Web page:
Never before had the United States mobilized for war on such a scale. Government agencies sought to shape public opinion; private industry geared up war production; home front volunteerism surged to unprecedented heights; bond drives raised funds to finance the war; and labor unions and workers organized to increase national output. For the first time in its history, the nation's military would be derived largely from conscripts rather than volunteers. General John J. Pershing crafted the largest army in U.S. history from a force that in 1915 was a fraction of the size of the armies contesting in Europe.
Newly inducted soldiers found themselves training for war in military camps throughout the United States. Women dedicated themselves to the war effort by laboring in war industries, organizing food conservation, and growing crops. Civil liberties contracted as the Espionage and Sedition Acts limited free speech and made dissent a risky proposition. German Americans found their loyalties questioned and were subject to occasional violence.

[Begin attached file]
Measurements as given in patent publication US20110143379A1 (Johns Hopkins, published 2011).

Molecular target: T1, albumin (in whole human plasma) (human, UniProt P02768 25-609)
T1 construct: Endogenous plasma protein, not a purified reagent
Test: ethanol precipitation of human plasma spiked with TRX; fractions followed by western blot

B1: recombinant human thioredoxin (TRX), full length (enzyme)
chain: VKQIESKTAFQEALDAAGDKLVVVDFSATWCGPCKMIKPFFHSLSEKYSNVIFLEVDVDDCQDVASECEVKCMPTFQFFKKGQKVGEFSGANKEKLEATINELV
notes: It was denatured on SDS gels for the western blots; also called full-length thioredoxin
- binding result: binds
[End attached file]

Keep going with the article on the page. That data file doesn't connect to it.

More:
U.S. mobilization revealed contradictions within the American democratic experiment. Conscription heightened questions regarding the rights and obligations of citizenship. For women, immigrants, and African Americans the war simultaneously provided an opportunity to demand expanded rights previously denied and demonstrated the limits of such efforts. Women's contributions to the war effort bolstered their long-standing claims for equal voting rights. Immigrants and African Americans hoped that military service would lead to greater inclusion into civic life in the United States. African Americans endured a rigidly segregated military, and experienced discrimination and racial violence as many moved into northern cities to take advantage of wartime employment opportunities.